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Dermatopathology: Practical & Conceptual April - June 1995
Searching for Diogenes: Bulge-Activation Hypothesis Part II—The Bulge is Not a Bulge
Cosimo Misciali, MD
A. Bernard Ackerman, MD
1927 Felix Pinkus
1951 Hermann Pinkus
1958 Hermann Pinkus
1961 Sanderson & Thiede
1987 Headington & Astle
1990 Leshin & White
1990 Cotsarelis, Sun, Lavker
1991 Sun, Cotsarelis, Lavker
1991 Lavker, Cotsarelis, Wei, Sun
1991 Lane, Wilson, Hughes, Leigh
1992 Jaworsky, Kligman, Murphy
1993 Yang, Lavker, Sun
1993 Lavker, Miller, Wilson, Costarelis, Wei, Yang, Sun
1993 Kobayashi, Rochat, Barrandon
1994 Rochat, Kobayashi, Barrandon
Normal structure of skin. In: Mehregan AH (ed). Pinkus" Guide to Dermatohistopathology. 4th ed. Norwalk, CT: Appleton-Century-Crofts 1986:5-39 (
Fig. 14 [Fig. 2-29] Bulge area of a small follicle. Bulge proliferation forms an epithelial tendon for strong arrector muscle (m). Elastic fibers surround follicular isthmus and upper part of bulge and fade out below it. Inner root sheath is dark (blue). O&G. (Reproduced with permission.)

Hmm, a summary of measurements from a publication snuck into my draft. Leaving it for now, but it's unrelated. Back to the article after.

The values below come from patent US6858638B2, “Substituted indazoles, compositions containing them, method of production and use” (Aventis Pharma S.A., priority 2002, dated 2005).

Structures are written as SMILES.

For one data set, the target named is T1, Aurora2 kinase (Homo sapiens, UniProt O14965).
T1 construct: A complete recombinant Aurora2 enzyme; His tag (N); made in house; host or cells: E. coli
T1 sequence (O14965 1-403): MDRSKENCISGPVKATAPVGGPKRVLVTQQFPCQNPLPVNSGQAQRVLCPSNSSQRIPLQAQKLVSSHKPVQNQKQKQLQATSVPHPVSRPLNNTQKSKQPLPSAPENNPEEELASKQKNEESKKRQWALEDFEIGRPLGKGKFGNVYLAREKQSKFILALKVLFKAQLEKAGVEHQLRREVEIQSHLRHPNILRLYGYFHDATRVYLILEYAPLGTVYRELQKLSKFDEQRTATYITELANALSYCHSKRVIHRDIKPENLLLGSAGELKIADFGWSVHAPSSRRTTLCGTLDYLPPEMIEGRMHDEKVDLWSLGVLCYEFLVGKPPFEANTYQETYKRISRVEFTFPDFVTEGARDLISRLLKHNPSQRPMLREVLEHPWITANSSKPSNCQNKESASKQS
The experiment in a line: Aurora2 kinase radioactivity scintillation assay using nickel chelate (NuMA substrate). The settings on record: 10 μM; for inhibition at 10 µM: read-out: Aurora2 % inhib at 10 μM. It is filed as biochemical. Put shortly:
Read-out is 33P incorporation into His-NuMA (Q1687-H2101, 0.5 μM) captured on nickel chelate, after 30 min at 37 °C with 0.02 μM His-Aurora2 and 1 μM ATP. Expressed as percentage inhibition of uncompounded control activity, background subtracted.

"The bulge" denotes the lower end of a permanent follicle. Proliferations of "the bulge" that serve as attachment sites for the hair arrector muscle are similar structurally to trichoepitheliomas.
"The bulge," as a consequence of keratinization centrally, may give rise to milia.
Mehregan, like H. Pinkus, mentioned the similarity between bulges and trichoepitheliomas, but unlike Pinkus he avoided any reference to the proposition that trichoepitheliomas may be derived from "the bulge."
The "milia" of Mehregan are the "bubbles" of Zimmermann, and neither are true milia because they are lined by epithelium of the isthmus or of the stem, in contrast to authentic milia that are enveloped by epithelium of the infundibulum. The identity of these rarely encountered cystic structures that emanate from terminal follicles is not known. They do not seem to be true bulges.
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